Democrats' Voting Rights Plan Is Dead After They Failed To Change Senate Rules

Senate Democrats were not able to vote together to change the filibuster for the bill, stalling a core Democratic campaign promise.

WASHINGTON — Democrats failed to change Senate rules on Wednesday to pass a voting rights package that they repeatedly touted as necessary to stamp out voter suppression.

The votes on the bill and the rule were a culmination of two major political issues facing the country: Whether the federal government should step in to reverse state-level laws seen as restricting access to the polls, and whether a minority party in the Senate should have effective veto power over almost all legislation moving through Congress.

Democrats lost on both fronts, marking a disappointing final day of Biden’s difficult first year in office. State governments will continue to have broad authority to taper voting laws and Republicans in the minority will continue to have the power to block progressive legislation.

It was a foregone conclusion that the bill would fail. Biden conceded as much last week. But in a rare move, Senate Majority Leader Chuck Schumer pushed the votes forward despite it being a divisive issue for his party. Ultimately Sens. Kyrsten Sinema of Arizona and Joe Manchin of West Virginia both voted to advance the voting rights bill, but against making the necessary change to Senate rules to allow it to pass.

With all Republicans opposed, the move to change the filibuster rules failed in a vote of 48–52.

Manchin said he could not support one party changing Senate rules “through raw majority power” without the cooperation of the full Senate. “Let the change happen this way and it will be a body without rules,” he said.

Senate Majority Leader Chuck Schumer said on the Senate floor just before the final vote that he was seeking a modest, one-time exception to the rules in order to reverse voter suppression across the country.

“The only way to achieve our goal of passing voter rights, ending dark money, and ending partisan gerrymandering is by changing the rules,” he said. "Because our colleagues from the other side of the aisle don’t want to join us in these noble endeavors."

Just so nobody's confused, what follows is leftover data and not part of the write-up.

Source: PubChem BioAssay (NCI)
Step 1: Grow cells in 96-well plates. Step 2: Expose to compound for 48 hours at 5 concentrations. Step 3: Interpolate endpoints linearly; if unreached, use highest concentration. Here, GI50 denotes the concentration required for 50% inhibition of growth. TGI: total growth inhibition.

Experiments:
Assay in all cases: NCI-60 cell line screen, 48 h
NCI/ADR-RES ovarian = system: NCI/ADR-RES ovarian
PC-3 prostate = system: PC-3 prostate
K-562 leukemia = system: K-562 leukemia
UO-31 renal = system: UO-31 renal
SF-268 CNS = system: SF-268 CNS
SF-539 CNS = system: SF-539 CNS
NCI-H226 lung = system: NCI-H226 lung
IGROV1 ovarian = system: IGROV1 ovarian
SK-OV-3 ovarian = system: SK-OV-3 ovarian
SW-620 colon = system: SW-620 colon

Biden said in a statement after the vote that he was "profoundly disappointed that the United States Senate has failed to stand up for our democracy," but that he was not "deterred."

In an afternoon press conference, the president refused to give up on making progress on voting rights through the rest of his term. “We’re not there yet. We’ve not run out of options yet,” he said. "We’ll see how this moves."

Named after the late civil rights icon and member of Congress John Lewis, the voting rights package would have rolled back dozens of state-level access restrictions, mandated at least 15 days of early voting, made Election Day a federal holiday, and allowed the courts and federal government to intervene if a state passes restrictions that target voters of ethnic and racial minorities.

Last year, Republicans put in place 33 laws across 19 states to make voting more restrictive.

The Senate filibuster evokes the image of senators talking for hours to block legislation, but in fact senators can filibuster a bill just by staying home. The Senate rules require at least 60 votes in the 100-seat chamber to end debate and move to a final vote. This allows for a minority of senators to block legislation.

In the current 50–50 split Senate, with Democrats only in control because Vice President Kamala Harris casts tiebreaking votes, there was no chance of bypassing the filibuster. But while it takes 60 votes to pass a bill, a simple majority of senators can vote to do away with the filibuster — either entirely or in certain circumstances. This process is often referred to as the “nuclear option.”